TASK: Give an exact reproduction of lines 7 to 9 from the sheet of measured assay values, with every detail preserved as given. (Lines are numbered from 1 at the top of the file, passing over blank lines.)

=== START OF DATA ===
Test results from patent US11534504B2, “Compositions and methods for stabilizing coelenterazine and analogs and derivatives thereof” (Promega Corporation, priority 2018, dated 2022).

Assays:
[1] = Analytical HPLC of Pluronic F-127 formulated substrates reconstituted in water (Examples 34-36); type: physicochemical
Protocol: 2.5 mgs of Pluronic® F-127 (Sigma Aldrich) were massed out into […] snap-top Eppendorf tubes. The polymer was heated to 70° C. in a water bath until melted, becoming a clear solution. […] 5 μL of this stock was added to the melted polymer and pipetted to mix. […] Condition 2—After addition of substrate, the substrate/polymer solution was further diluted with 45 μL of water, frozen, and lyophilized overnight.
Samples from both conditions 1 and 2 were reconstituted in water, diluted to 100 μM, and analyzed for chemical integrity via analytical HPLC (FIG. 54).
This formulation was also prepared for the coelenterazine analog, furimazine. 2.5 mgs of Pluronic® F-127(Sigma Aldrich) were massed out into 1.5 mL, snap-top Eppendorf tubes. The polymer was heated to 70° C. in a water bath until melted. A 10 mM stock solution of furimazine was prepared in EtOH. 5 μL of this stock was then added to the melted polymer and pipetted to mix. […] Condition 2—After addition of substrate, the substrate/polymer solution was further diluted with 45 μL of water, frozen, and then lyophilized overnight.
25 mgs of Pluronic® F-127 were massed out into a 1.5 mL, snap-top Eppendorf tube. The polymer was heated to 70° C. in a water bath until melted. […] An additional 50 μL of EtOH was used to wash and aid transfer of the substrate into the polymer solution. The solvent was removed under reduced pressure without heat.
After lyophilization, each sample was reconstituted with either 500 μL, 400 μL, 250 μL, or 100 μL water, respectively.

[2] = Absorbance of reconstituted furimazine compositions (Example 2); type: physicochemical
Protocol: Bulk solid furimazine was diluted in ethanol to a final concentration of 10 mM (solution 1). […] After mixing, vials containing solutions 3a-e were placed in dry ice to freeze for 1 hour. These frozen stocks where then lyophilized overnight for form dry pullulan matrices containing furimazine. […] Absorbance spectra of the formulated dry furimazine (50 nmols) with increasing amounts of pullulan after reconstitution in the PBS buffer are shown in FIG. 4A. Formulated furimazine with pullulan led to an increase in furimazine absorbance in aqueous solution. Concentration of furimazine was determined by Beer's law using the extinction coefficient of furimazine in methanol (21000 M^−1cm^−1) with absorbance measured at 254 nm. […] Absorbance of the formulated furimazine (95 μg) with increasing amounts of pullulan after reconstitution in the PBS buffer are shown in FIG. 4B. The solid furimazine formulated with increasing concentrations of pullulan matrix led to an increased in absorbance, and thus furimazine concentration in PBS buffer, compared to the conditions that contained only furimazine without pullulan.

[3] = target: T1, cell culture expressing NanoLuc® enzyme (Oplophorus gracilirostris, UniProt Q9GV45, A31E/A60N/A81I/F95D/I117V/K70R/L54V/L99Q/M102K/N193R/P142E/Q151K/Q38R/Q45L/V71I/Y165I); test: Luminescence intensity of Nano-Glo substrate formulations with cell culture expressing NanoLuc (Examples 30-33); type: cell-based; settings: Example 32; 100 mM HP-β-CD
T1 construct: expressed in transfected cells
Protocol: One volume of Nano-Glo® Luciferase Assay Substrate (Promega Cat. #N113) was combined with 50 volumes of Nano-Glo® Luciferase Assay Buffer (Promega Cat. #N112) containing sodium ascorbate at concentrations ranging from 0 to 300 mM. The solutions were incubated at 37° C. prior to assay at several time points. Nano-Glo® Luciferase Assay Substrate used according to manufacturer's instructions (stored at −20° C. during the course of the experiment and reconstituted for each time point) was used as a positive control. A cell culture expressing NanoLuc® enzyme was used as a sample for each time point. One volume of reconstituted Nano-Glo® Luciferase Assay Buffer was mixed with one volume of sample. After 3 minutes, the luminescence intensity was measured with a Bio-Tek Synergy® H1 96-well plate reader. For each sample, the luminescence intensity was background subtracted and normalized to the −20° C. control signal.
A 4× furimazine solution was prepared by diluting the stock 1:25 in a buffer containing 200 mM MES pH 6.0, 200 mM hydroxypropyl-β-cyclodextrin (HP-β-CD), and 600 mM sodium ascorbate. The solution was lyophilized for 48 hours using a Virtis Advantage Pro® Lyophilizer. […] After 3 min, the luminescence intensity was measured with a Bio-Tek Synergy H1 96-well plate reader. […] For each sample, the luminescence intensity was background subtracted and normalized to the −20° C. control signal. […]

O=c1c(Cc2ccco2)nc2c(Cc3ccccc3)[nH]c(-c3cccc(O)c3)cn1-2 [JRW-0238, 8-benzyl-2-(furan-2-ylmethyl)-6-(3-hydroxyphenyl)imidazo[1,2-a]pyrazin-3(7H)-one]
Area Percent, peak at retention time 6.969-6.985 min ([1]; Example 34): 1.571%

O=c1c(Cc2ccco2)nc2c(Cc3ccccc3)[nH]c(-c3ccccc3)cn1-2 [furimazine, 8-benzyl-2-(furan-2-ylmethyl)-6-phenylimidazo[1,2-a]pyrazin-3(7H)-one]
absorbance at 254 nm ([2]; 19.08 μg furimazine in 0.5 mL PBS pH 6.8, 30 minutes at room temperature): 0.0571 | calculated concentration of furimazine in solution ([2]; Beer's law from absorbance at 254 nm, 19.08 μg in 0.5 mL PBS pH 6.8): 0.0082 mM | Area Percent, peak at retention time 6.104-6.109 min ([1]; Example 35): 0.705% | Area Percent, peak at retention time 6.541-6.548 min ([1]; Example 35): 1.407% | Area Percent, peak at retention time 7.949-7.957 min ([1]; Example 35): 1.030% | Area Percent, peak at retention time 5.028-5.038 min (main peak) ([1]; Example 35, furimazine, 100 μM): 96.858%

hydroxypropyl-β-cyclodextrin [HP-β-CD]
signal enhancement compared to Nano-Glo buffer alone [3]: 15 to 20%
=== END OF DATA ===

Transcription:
25 mgs of Pluronic® F-127 were massed out into a 1.5 mL, snap-top Eppendorf tube. The polymer was heated to 70° C. in a water bath until melted. […] An additional 50 μL of EtOH was used to wash and aid transfer of the substrate into the polymer solution. The solvent was removed under reduced pressure without heat.
After lyophilization, each sample was reconstituted with either 500 μL, 400 μL, 250 μL, or 100 μL water, respectively.

[2] = Absorbance of reconstituted furimazine compositions (Example 2); type: physicochemical